Black smoke rises after an Israeli air strike in the
central Gaza Strip. REUTERS/Yannis Behrakis
Israel continued to bomb dozens of targets in the Gaza
Strip and said that while it was prepared to step up its
offensive by sending in troops, it preferred a diplomatic
solution that would end Palestinian rocket fire.
Mediator Egypt said a deal for a truce to end the fighting
could be close. T he leader of Hamas said it was up to Israel
to end the new conflict it had started. Israel says its
strikes are to halt Palestinian rocket attacks.
Israeli attacks on the sixth day of fighting raised the
number of Palestinian dead to 101, the Hamas-run Health
Ministry said, listing 24 children among them. Hospital
officials in Gaza said more than half of those killed were
non-combatants. Three Israeli civilians died on Thursday in a
Militants in the Gaza Strip fired 110 rockets at southern
Israel on Monday, causing no casualties, police said.
For the second straight day, Israeli missiles blasted a tower
block in the city of Gaza housing international media. Two
people were killed there, one of them an Islamic Jihad
Khaled Meshaal, exiled leader of Hamas, said a truce was
possible but the Islamist group, in charge of the Gaza Strip
since 2007, would not accept Israeli demands and wanted
Israel to halt its strikes first and lift its blockade of the
"Whoever started the war must end it," he told a news
conference in Cairo, adding that Israeli Prime Minister
Benjamin Netanyahu, who faces an election in January, had
asked for a truce, an assertion a senior Israeli official
Meshaal said Netanyahu feared the domestic consequences of a
"land war" of the kind Israel launched four years ago: "He
can do it, but he knows that it will not be a picnic and that
it could be his political death and cost him the elections."
For Israel, Vice Prime Minister Moshe Yaalon has said that
"if there is quiet in the south and no rockets and missiles
are fired at Israel's citizens, nor terrorist attacks
engineered from the Gaza Strip, we will not attack."
Yaalon also said Israel wanted an end to Gaza guerrilla
activity in the neighbouring Egyptian Sinai peninsula.
Although 84 percent of Israelis supported the current Gaza
assault, according to a poll by Israel's Haaretz newspaper,
only 30 percent wanted an invasion, while 19 percent wanted
their government to work on securing a truce soon.
"Israel is prepared and has taken steps, and is ready for a
ground incursion which will deal severely with the Hamas
military machine," a senior official close to Netanyahu told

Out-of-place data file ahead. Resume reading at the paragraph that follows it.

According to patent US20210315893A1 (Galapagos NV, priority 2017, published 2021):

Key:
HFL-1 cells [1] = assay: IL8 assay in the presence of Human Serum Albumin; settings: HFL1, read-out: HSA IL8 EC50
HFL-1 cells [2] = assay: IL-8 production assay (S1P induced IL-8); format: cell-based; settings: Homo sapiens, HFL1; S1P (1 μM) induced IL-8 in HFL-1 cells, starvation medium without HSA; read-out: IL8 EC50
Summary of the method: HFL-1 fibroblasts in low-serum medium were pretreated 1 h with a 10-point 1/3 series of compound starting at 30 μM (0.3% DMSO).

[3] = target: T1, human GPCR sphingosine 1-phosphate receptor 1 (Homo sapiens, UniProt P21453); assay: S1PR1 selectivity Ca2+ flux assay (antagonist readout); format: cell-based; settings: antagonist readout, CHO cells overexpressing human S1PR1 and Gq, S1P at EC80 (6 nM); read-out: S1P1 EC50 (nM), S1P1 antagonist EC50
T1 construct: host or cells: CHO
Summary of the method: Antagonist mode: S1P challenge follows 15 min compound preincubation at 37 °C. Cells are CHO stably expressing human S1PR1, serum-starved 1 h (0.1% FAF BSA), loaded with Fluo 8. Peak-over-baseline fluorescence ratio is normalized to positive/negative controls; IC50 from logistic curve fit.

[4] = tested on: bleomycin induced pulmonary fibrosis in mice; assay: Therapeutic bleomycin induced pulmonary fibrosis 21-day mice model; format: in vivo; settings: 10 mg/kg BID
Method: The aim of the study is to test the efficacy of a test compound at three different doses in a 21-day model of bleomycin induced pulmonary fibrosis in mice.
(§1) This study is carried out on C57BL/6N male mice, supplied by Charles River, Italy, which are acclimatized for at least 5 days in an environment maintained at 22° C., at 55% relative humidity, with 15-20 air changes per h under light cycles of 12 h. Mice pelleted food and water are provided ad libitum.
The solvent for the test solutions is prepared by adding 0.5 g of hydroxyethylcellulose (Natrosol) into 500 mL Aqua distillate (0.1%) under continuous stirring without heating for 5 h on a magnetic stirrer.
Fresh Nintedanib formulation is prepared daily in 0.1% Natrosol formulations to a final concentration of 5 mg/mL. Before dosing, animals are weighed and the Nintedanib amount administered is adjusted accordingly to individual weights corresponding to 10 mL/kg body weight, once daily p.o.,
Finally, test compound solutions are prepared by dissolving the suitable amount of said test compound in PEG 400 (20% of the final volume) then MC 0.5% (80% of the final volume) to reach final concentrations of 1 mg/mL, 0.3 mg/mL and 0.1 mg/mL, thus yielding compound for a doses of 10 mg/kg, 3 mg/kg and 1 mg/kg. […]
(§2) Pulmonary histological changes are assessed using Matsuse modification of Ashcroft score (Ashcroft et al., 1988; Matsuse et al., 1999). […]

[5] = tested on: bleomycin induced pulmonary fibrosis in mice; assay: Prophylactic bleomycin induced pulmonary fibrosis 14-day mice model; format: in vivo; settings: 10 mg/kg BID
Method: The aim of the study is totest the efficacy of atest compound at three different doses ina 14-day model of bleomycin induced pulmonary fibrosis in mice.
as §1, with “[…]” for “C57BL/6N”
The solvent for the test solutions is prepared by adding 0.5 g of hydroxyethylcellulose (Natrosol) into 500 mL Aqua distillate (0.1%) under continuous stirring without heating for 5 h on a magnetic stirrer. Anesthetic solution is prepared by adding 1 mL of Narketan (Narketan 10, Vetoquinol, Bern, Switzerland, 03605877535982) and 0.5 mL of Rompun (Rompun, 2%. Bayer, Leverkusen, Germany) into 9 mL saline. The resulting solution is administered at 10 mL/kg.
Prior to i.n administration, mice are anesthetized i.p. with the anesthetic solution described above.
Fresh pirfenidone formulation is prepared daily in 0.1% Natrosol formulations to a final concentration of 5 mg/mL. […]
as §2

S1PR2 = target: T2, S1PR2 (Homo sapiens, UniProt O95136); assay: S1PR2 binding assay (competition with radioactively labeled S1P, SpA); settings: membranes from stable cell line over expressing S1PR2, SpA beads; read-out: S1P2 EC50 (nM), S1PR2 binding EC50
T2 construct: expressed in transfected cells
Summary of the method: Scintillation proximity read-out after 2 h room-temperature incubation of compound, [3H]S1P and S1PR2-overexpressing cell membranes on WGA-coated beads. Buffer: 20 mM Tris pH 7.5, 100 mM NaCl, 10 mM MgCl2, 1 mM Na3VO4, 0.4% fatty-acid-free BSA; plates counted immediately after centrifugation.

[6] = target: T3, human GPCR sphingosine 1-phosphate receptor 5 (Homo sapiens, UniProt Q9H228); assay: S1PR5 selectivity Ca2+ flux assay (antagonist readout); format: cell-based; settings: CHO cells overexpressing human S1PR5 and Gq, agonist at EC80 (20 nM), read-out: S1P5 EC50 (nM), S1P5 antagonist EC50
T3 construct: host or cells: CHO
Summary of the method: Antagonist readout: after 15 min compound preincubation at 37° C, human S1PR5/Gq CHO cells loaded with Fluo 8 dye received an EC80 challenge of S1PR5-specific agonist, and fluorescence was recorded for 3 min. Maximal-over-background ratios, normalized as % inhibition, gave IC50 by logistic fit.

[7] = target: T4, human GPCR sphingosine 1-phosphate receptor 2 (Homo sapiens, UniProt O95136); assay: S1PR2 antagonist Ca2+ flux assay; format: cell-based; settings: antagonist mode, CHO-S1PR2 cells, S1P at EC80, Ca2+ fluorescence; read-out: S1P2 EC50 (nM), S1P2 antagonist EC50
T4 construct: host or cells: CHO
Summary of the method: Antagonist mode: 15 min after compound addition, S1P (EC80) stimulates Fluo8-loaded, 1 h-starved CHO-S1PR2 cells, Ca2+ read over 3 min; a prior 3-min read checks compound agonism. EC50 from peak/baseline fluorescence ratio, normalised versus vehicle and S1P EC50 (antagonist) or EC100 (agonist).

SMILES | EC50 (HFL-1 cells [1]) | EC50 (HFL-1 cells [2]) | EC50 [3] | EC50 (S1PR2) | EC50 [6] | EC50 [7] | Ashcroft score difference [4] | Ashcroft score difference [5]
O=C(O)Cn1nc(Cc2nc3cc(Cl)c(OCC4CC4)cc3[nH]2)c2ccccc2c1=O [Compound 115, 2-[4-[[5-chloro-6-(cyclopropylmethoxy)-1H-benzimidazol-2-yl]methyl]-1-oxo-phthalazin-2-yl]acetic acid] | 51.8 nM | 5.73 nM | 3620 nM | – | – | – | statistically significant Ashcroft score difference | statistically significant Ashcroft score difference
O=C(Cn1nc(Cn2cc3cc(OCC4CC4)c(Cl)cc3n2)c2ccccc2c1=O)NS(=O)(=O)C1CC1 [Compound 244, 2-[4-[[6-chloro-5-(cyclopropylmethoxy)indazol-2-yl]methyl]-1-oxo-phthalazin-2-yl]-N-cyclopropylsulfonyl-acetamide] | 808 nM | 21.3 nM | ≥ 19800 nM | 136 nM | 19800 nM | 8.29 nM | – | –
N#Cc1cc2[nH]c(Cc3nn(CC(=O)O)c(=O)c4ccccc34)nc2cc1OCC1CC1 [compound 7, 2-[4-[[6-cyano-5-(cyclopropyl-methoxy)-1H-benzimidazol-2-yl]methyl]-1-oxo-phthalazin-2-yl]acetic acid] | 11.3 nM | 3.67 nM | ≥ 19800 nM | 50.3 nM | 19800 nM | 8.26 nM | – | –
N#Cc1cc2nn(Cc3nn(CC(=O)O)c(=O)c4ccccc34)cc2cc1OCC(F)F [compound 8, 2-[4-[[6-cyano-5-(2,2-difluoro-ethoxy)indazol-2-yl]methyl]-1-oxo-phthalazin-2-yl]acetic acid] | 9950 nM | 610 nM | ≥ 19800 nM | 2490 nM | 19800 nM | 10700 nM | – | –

"We would prefer to see a diplomatic solution that would
guarantee the peace for Israel's population in the south. If
that is possible, then a ground operation would no longer be
required. If diplomacy fails, we may well have no alternative
but to send in ground forces," he added.
Egypt, where newly elected President Mohamed Mursi has his
roots in the Muslim Brotherhood seen as mentors to Hamas, is
acting as a mediator in the biggest test yet of Cairo's 1979
peace treaty with Israel since the fall of Hosni Mubarak.
"I think we are close, but the nature of this kind of
negotiation, (means) it is very difficult to predict,"
Egyptian Prime Minister Hisham Kandil, who visited Gaza on
Friday in a show of support for its people, said in an
interview in Cairo for the Reuters Middle East Investment
Egypt has been hosting leaders of both Hamas and Islamic
Jihad, a smaller armed faction.
Israeli media said a delegation from Israel had also been to
Cairo for truce talks. A spokesman for Netanyahu's government
declined comment on the matter.
United Nations Secretary-General Ban Ki-moon arrived in Cairo
to weigh in on ceasefire efforts. Egypt's foreign minister is
expected to visit Gaza on Tuesday with a delegation of Arab
THOUSANDS MOURN FAMILY
Thousands turned out on Gaza's streets to mourn four children
and five women, among 11 people killed in an Israeli strike
that flattened a three-storey home the previous day.
The bodies were wrapped in Palestinian and Hamas flags.
Echoes of explosions mixed with cries of grief and defiant
chants of "God is greatest".
The deaths of the 11 in an air strike drew more international
calls for an end to six days of hostilities and could test
Western support for an offensive Israel billed as
self-defence after years of cross-border rocket attacks.
Israel said it was investigating its air strike that brought
the home crashing down on the al-Dalu family, where the dead
spanned four generations. Some Israeli newspapers said the
wrong house may have been mistakenly targeted.
In scenes recalling Israel's 2008-2009 winter invasion of the
coastal enclave, tanks, artillery and infantry have massed in
field encampments along the sandy, fenced-off border and
military convoys moved on roads in the area.
Israel has also authorised the call-up of 75,000 military
reservists, so far mobilising around half that number.
The Gaza fighting adds to worries of world powers watching an
already combustible region, where several Arab autocrats have
been toppled in popular revolts for the past two years and a
civil war in Syria threatens to spread beyond its borders.
In the absence of any prospect of permanent peace between
Israel and Islamist factions such as Hamas, mediated deals
for each to hold fire unilaterally have been the only formula
for stemming bloodshed in the past.
Israel's declared goal is to deplete Gaza arsenals and force
Hamas to stop rocket fire that has hit Israeli border towns
Hamas and other groups in Gaza are sworn enemies of the
Jewish state which they refuse to recognise and seek to
eradicate, claiming all Israeli territory as rightfully
Hamas won legislative elections in the Palestinian
Territories in 2006. A year later, after the collapse of a
unity government under President Mahmoud Abbas, the Islamist
group seized Gaza in a brief civil war with Abbas's forces.